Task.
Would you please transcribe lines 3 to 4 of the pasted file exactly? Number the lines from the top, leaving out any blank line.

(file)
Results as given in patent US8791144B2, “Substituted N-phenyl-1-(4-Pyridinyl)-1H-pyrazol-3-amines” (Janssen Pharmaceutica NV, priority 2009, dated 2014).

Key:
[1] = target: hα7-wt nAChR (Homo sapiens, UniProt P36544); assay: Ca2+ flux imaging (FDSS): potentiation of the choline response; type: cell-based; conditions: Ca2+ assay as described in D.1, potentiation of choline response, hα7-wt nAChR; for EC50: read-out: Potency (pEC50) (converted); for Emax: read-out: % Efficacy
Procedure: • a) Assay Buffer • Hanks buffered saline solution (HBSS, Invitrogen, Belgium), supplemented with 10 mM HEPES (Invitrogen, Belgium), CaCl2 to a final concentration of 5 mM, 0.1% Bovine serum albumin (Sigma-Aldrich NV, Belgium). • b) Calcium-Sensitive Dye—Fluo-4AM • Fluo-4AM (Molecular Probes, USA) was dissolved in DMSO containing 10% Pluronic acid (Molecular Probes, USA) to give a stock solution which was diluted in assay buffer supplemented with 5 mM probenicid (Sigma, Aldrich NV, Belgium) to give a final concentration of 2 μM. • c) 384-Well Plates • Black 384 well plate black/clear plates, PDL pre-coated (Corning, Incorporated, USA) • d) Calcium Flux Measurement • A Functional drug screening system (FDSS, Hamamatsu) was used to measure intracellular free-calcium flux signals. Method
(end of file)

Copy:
[1] = target: hα7-wt nAChR (Homo sapiens, UniProt P36544); assay: Ca2+ flux imaging (FDSS): potentiation of the choline response; type: cell-based; conditions: Ca2+ assay as described in D.1, potentiation of choline response, hα7-wt nAChR; for EC50: read-out: Potency (pEC50) (converted); for Emax: read-out: % Efficacy
Procedure: • a) Assay Buffer • Hanks buffered saline solution (HBSS, Invitrogen, Belgium), supplemented with 10 mM HEPES (Invitrogen, Belgium), CaCl2 to a final concentration of 5 mM, 0.1% Bovine serum albumin (Sigma-Aldrich NV, Belgium). • b) Calcium-Sensitive Dye—Fluo-4AM • Fluo-4AM (Molecular Probes, USA) was dissolved in DMSO containing 10% Pluronic acid (Molecular Probes, USA) to give a stock solution which was diluted in assay buffer supplemented with 5 mM probenicid (Sigma, Aldrich NV, Belgium) to give a final concentration of 2 μM. • c) 384-Well Plates • Black 384 well plate black/clear plates, PDL pre-coated (Corning, Incorporated, USA) • d) Calcium Flux Measurement • A Functional drug screening system (FDSS, Hamamatsu) was used to measure intracellular free-calcium flux signals. Method